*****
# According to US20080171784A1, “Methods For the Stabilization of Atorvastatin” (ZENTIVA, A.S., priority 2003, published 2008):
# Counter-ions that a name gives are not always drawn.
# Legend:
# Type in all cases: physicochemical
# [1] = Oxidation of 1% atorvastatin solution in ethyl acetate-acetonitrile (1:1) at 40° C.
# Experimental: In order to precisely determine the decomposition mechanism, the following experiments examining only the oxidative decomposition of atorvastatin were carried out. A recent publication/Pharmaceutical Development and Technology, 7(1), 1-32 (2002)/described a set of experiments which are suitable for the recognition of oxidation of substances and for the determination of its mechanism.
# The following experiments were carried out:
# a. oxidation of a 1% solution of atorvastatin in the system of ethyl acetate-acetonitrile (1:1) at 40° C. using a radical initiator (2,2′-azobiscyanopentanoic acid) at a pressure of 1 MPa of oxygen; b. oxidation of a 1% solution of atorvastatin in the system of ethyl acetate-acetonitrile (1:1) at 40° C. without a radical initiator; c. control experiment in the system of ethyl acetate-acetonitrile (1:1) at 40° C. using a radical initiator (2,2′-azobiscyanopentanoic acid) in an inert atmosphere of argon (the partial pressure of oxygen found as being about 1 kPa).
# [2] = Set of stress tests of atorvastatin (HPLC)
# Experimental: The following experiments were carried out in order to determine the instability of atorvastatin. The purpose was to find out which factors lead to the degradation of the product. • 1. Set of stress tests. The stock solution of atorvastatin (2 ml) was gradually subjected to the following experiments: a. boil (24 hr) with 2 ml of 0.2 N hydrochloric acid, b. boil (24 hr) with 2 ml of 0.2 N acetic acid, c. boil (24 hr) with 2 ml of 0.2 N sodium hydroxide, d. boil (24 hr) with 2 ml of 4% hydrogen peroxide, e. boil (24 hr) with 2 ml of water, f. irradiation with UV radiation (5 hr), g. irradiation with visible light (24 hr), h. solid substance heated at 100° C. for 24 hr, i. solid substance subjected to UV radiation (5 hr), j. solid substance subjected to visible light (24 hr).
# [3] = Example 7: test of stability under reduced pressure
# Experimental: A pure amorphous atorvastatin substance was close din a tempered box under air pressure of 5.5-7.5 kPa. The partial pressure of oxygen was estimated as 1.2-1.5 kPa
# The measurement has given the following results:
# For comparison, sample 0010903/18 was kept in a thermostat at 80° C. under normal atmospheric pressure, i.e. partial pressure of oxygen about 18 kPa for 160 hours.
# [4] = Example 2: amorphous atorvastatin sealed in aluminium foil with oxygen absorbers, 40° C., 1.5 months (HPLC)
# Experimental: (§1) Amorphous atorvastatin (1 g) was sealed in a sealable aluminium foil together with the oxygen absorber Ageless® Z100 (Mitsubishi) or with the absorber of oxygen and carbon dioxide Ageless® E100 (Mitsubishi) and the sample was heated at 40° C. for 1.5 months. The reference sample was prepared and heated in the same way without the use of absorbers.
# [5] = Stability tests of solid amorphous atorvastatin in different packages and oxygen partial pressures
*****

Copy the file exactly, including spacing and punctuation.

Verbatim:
# According to US20080171784A1, “Methods For the Stabilization of Atorvastatin” (ZENTIVA, A.S., priority 2003, published 2008):
# Counter-ions that a name gives are not always drawn.
# Legend:
# Type in all cases: physicochemical
# [1] = Oxidation of 1% atorvastatin solution in ethyl acetate-acetonitrile (1:1) at 40° C.
# Experimental: In order to precisely determine the decomposition mechanism, the following experiments examining only the oxidative decomposition of atorvastatin were carried out. A recent publication/Pharmaceutical Development and Technology, 7(1), 1-32 (2002)/described a set of experiments which are suitable for the recognition of oxidation of substances and for the determination of its mechanism.
# The following experiments were carried out:
# a. oxidation of a 1% solution of atorvastatin in the system of ethyl acetate-acetonitrile (1:1) at 40° C. using a radical initiator (2,2′-azobiscyanopentanoic acid) at a pressure of 1 MPa of oxygen; b. oxidation of a 1% solution of atorvastatin in the system of ethyl acetate-acetonitrile (1:1) at 40° C. without a radical initiator; c. control experiment in the system of ethyl acetate-acetonitrile (1:1) at 40° C. using a radical initiator (2,2′-azobiscyanopentanoic acid) in an inert atmosphere of argon (the partial pressure of oxygen found as being about 1 kPa).
# [2] = Set of stress tests of atorvastatin (HPLC)
# Experimental: The following experiments were carried out in order to determine the instability of atorvastatin. The purpose was to find out which factors lead to the degradation of the product. • 1. Set of stress tests. The stock solution of atorvastatin (2 ml) was gradually subjected to the following experiments: a. boil (24 hr) with 2 ml of 0.2 N hydrochloric acid, b. boil (24 hr) with 2 ml of 0.2 N acetic acid, c. boil (24 hr) with 2 ml of 0.2 N sodium hydroxide, d. boil (24 hr) with 2 ml of 4% hydrogen peroxide, e. boil (24 hr) with 2 ml of water, f. irradiation with UV radiation (5 hr), g. irradiation with visible light (24 hr), h. solid substance heated at 100° C. for 24 hr, i. solid substance subjected to UV radiation (5 hr), j. solid substance subjected to visible light (24 hr).
# [3] = Example 7: test of stability under reduced pressure
# Experimental: A pure amorphous atorvastatin substance was close din a tempered box under air pressure of 5.5-7.5 kPa. The partial pressure of oxygen was estimated as 1.2-1.5 kPa
# The measurement has given the following results:
# For comparison, sample 0010903/18 was kept in a thermostat at 80° C. under normal atmospheric pressure, i.e. partial pressure of oxygen about 18 kPa for 160 hours.
# [4] = Example 2: amorphous atorvastatin sealed in aluminium foil with oxygen absorbers, 40° C., 1.5 months (HPLC)
# Experimental: (§1) Amorphous atorvastatin (1 g) was sealed in a sealable aluminium foil together with the oxygen absorber Ageless® Z100 (Mitsubishi) or with the absorber of oxygen and carbon dioxide Ageless® E100 (Mitsubishi) and the sample was heated at 40° C. for 1.5 months. The reference sample was prepared and heated in the same way without the use of absorbers.
# [5] = Stability tests of solid amorphous atorvastatin in different packages and oxygen partial pressures